As NASA forges ahead to the Moon — and eventually to Mars — the agency is hoping to get some help from the commercial space industry. Today, NASA announced new partnerships with various aerospace organizations, aimed at advancing technologies related to landing on other planets, navigating the lunar surface, transferring propellant in space, and more — all of which could be critical for future missions.
Thirteen companies now hold a total of 19 partnerships with NASA through the agency’s Announcement of Collaborative Opportunity initiative, or ACO. In October, NASA put out a call for proposals from the industry, asking them to detail different technologies they’d like to develop through the program. Now, the companies that have been selected will be given expertise and resources from various NASA centers to help mature these space technologies — at no cost to the companies themselves.
One of the big winners of the initiative is Jeff Bezos’ Blue Origin, which has three development partnerships with NASA through the program. The company recently unveiled a lander concept called Blue Moon to take humans to the lunar surface. Now, Blue Origin will develop a new system for navigating and landing on the Moon with NASA’s help, as well as test out new materials that could be used on its lunar lander’s engine. The company will also try to develop a new power system that could help keep its Blue Moon lander up and running during the Moon’s nighttime — a two-week period of total darkness during which temperatures can plunge to -280 degrees Fahrenheit (-173 degrees Celsius).
Meanwhile, Blue Origin’s competitor SpaceX is also working with NASA through the ACO program to develop technologies that will be vital for the company’s future Starship rocket. The vehicle is currently being developed at SpaceX to take cargo and humans to deep space destinations. Now, SpaceX will be getting help from the agency to figure out how to land large rockets like Starship on the surface of the Moon, and the company will also study how much lunar dust these landings kick up. Additionally, SpaceX is getting NASA help to figure out how to transfer rocket propellants in space, something that is necessary to send Starship beyond Earth’s near vicinity. The Starship design calls for the vehicle to get “filled up” with propellant while in orbit around Earth, so that it has all the fuel it needs to break free of our planet’s gravity.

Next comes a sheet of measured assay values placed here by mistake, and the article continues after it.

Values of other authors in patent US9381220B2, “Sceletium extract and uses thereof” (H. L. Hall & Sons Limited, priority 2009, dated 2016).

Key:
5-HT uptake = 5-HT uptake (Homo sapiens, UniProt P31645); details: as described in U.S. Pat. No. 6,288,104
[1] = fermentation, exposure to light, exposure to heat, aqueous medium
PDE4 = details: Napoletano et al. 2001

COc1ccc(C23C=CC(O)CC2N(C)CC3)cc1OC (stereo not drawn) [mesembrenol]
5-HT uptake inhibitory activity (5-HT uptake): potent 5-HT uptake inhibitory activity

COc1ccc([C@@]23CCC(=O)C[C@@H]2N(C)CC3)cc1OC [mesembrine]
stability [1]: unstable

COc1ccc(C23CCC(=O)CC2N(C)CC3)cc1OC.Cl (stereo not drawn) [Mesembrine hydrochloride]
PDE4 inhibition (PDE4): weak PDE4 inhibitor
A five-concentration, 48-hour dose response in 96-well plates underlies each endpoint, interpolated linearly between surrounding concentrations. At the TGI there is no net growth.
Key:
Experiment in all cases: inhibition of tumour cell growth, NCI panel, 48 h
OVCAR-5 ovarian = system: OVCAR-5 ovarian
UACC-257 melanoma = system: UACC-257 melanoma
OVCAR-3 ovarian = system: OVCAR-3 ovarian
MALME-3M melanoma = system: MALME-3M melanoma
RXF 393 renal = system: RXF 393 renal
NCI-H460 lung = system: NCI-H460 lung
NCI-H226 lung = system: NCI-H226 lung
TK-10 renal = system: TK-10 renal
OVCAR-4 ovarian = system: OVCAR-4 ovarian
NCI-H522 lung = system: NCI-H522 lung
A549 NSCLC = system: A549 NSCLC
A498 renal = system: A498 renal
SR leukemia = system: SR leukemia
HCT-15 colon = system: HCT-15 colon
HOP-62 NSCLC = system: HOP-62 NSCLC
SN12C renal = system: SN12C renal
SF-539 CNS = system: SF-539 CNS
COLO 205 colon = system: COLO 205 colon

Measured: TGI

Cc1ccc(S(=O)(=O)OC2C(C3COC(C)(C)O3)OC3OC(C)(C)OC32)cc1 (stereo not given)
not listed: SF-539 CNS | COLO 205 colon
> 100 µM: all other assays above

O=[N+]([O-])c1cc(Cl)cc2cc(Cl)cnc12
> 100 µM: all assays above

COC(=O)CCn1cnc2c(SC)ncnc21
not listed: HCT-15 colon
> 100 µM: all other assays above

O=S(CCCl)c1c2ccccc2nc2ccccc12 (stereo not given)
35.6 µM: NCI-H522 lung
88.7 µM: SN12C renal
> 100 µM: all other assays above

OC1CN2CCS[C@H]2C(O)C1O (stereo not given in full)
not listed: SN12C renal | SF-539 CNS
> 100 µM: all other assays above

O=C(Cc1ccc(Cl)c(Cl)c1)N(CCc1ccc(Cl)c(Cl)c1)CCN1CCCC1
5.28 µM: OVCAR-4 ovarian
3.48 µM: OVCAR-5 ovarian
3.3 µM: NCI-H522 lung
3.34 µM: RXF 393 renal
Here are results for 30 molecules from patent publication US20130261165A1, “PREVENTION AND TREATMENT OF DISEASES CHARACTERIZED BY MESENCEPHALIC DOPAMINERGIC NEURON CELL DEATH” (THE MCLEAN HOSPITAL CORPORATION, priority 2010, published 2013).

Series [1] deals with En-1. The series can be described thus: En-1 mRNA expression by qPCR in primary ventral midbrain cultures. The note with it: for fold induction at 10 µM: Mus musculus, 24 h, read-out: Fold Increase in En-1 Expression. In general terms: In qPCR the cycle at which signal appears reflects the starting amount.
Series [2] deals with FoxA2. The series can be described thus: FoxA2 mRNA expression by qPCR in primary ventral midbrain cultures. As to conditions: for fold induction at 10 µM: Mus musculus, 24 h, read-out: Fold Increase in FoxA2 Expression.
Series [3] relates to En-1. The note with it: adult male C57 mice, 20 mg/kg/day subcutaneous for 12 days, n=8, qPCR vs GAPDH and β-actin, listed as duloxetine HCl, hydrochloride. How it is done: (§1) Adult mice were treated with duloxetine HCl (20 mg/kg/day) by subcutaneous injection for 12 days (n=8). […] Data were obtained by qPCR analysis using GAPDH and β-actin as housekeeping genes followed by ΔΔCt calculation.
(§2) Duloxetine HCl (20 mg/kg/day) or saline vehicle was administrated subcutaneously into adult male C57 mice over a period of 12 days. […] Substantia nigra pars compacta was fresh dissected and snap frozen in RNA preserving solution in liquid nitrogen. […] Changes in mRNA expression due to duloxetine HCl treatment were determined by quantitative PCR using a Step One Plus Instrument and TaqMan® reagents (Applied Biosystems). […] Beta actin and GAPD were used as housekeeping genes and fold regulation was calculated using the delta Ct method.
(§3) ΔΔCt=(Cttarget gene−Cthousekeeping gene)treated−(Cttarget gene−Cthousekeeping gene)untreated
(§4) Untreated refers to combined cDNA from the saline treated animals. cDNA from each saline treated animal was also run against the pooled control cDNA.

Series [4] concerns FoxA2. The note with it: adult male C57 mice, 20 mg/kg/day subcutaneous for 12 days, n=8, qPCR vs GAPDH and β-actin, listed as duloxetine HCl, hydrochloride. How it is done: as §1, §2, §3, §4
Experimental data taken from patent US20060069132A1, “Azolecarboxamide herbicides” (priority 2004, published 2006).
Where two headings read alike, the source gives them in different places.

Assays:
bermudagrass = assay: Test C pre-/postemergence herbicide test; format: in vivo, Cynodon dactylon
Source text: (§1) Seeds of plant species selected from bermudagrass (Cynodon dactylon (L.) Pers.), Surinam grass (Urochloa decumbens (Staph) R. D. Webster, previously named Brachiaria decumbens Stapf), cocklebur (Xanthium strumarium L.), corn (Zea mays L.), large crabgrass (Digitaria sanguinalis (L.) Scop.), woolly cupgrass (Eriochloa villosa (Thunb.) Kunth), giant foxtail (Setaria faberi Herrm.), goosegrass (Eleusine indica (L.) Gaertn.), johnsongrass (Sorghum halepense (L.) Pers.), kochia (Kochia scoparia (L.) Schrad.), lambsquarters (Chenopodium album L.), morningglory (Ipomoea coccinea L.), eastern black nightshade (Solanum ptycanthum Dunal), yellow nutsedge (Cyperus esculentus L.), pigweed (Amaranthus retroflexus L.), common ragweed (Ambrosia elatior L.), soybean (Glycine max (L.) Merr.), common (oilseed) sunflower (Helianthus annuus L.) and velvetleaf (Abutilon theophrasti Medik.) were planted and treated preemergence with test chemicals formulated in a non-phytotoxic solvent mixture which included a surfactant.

Developing ways to transfer propellant in space could also be a game changer for other companies beyond SpaceX. For instance, many companies are hoping to mine the Moon’s water and turn it into rocket propellant that can be stored in so-called “depots” in space. That way, rockets could meet up with these depots and refuel to travel farther distances. But the only way this concept works is if engineers can develop autonomous spacecraft that can transfer super cold and sometimes volatile propellants in space, something that’s particularly difficult in an environment without gravity. NASA has been working on this technology, and a few spacecraft have already demonstrated this capability in space. But the process is far from mature.
Other companies like Maxar will also work to develop some potential key space technologies, including new types of solar panels and robots that can assemble themselves while in orbit. And some groups will work on technologies related to reusing rockets, something that SpaceX has focused on in recent years. For instance, Sierra Nevada will work on a method for recovering the upper portion of a rocket after it launches from Earth — a feat that SpaceX hasn’t attempted yet.
All of these technologies sound very exciting, and some are crucial for achieving NASA’s goal of sending people to the Moon and Mars. However, these partnerships are just getting started, and it’s unclear when any of these technologies will reach operational status. Ultimately, NASA is hoping that by giving some assistance to the industry, the agency can avoid the high cost of independently developing these capabilities — and then reap the benefits of these technologies when they’re fully grown.
PUKmedia \ The Verge